Authors Talk About It

Book Award Contest & Indie Support

Enlightened – Entered in 2017 ATAI Book Award Contest

4 Stars

Click here to get your copy!

Billie Kowalewski

In Billie Kowalewski’s Enlightened, Veronica Edwards is mourning the untimely death of her boyfriend, Seth. After a gut-wrenching visit to his grave, Veronica is overcome with a terrible migraine and collapses, dead. When she wakes, she is no longer Veronica, but a spiritual being named Harmony. Harmony has been many different people and lived many different lives, but her time on Earth is always limited. She must return to the spirit world after each of her deaths to relive it all and begin again, life by tragic life.

Enlightened has a bit of a rocky start; with a bizarre prologue that makes little sense before reading the rest of the book and the sudden death of the supposed main character only a few pages in, it’s difficult to tell where this plot intends to go at first. Also, much of the narrative is a bit too conversational, which damages the integrity of the complex plot. Despite having an interesting premise, some of the execution seems to fall a bit short.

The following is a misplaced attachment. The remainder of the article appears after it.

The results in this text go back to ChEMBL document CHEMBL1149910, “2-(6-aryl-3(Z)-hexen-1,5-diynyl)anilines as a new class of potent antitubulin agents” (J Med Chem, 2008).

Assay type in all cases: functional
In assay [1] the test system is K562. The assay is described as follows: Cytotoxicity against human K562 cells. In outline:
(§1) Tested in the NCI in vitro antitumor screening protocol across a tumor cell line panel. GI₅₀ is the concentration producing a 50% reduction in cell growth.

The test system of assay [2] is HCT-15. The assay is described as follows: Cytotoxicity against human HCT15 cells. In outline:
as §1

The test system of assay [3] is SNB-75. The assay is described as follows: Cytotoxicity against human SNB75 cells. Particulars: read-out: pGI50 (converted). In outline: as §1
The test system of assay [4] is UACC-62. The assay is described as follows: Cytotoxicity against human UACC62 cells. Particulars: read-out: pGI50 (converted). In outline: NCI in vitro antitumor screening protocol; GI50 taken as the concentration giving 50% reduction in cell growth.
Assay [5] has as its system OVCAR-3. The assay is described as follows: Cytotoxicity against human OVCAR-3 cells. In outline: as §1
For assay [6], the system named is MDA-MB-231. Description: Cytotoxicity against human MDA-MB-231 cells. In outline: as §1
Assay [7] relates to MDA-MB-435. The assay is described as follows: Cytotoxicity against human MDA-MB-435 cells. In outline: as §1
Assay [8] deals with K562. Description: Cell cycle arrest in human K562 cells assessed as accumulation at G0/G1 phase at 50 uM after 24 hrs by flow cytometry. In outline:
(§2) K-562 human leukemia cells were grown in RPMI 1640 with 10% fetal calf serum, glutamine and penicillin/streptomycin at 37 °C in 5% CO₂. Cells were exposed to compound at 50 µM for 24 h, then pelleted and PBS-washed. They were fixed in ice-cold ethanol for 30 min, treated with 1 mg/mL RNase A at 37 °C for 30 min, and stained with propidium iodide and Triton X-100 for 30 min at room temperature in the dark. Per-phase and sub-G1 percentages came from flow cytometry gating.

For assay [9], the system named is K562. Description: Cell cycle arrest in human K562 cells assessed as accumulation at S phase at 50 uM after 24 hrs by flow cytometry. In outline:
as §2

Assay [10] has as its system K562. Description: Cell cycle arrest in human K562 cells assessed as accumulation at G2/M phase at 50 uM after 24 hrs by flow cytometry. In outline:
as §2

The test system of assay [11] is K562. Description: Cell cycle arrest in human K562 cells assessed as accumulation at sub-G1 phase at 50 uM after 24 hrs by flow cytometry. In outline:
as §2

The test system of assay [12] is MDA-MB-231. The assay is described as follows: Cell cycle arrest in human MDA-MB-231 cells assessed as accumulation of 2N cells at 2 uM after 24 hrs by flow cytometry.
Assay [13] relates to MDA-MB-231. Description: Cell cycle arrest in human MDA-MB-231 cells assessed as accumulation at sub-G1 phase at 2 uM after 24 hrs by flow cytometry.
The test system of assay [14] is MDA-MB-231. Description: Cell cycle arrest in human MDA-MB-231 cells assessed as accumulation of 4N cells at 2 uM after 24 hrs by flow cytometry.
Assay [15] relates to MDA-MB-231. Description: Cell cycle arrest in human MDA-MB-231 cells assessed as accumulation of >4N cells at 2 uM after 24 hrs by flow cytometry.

However, Enlightened is still a most fascinating novel. Its plot is dripping in philosophical “what-ifs,” leaving the reader to ponder its story in wonder. Billie Kowalewski writes with creativity and imagination; her story is unique, thoughtful, and so very deep. Enlightened is exactly the sort of book that remains in your mind long after you’ve read it, for all the best reasons. At its very core, it leaves behind one torturously unanswerable question: what is the true meaning of life?

Originally critiqued by a member of the Authors Talk About It team.

Click here to learn more and enter!

Agile Scrum: Your Quick Start Guide – Entered in 2017 ATAI Book Award Contest

4 Stars

Click here to get your copy!

Scott M. Graffius

Agile Scrum: Your Quick Start Guide with Step-by-Step Instructions is a manual written by Scott M. Graffius for business owners looking to improve their management and development. It details how to use the Agile Scrum method to plan, execute, and track the development of a business’s products. Each step in the cycle is broken down, point by point, so that business owners can quickly learn how to efficiently use this method to further enhance their business’s production model.

Agile Scrum is straightforward and to the point; it gets straight down to business from the very first page. While its information is useful and certainly helpful to owners of any sort of business, it’s a bit dry. There’s no doubt about it; this is a textbook, and not a particularly exciting one, either. Perhaps, interjecting some humor or real-life examples would serve it well. It’s short and sweet and gets the job done, but it lacks a certain flavor that would make it memorable. Instead, Agile Scrum is the sort of study guide that business owners might need to keep going back to, which isn’t necessarily something negative.